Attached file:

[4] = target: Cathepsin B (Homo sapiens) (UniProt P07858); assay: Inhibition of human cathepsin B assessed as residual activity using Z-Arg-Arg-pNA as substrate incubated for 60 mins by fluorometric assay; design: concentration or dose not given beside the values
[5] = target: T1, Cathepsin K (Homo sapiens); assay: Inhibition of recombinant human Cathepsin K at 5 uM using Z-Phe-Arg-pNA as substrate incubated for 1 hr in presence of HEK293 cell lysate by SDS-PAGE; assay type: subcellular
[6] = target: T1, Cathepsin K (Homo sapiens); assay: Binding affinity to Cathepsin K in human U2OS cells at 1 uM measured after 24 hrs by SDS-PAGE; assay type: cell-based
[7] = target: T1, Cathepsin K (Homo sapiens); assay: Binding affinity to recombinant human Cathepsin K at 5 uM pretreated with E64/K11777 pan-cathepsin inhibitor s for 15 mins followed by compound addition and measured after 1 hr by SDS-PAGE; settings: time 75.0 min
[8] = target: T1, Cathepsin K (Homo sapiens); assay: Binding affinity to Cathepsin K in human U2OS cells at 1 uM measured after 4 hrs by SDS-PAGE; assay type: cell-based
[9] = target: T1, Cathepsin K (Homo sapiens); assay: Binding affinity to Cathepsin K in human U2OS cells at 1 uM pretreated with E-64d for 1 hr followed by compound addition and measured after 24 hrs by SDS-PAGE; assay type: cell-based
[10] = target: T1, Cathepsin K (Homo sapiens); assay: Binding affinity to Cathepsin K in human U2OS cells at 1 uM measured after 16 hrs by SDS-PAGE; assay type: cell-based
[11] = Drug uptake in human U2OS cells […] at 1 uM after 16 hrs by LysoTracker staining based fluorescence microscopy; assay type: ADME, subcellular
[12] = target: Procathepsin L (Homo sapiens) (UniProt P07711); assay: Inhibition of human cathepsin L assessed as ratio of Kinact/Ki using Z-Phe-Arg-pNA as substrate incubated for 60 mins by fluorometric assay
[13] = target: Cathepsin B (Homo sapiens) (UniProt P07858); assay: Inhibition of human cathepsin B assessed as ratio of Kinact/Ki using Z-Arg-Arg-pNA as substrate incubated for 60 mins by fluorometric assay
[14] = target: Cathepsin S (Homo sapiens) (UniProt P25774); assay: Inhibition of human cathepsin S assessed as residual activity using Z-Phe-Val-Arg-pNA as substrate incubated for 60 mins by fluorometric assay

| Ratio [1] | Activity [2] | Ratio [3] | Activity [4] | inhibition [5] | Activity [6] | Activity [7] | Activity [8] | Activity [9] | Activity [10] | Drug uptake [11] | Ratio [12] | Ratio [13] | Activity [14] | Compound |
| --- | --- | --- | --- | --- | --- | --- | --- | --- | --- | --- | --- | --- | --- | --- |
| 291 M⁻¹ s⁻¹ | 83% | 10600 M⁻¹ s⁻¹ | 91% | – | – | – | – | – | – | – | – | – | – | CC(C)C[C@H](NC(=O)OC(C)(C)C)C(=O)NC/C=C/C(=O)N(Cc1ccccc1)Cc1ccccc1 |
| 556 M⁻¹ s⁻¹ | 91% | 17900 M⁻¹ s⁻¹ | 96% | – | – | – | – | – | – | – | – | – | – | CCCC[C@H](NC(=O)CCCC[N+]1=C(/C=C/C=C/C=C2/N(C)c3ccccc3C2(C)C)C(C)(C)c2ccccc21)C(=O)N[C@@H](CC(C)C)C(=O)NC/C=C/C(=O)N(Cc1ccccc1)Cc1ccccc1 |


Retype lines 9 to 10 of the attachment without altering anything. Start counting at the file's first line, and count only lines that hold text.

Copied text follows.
[12] = target: Procathepsin L (Homo sapiens) (UniProt P07711); assay: Inhibition of human cathepsin L assessed as ratio of Kinact/Ki using Z-Phe-Arg-pNA as substrate incubated for 60 mins by fluorometric assay
[13] = target: Cathepsin B (Homo sapiens) (UniProt P07858); assay: Inhibition of human cathepsin B assessed as ratio of Kinact/Ki using Z-Arg-Arg-pNA as substrate incubated for 60 mins by fluorometric assay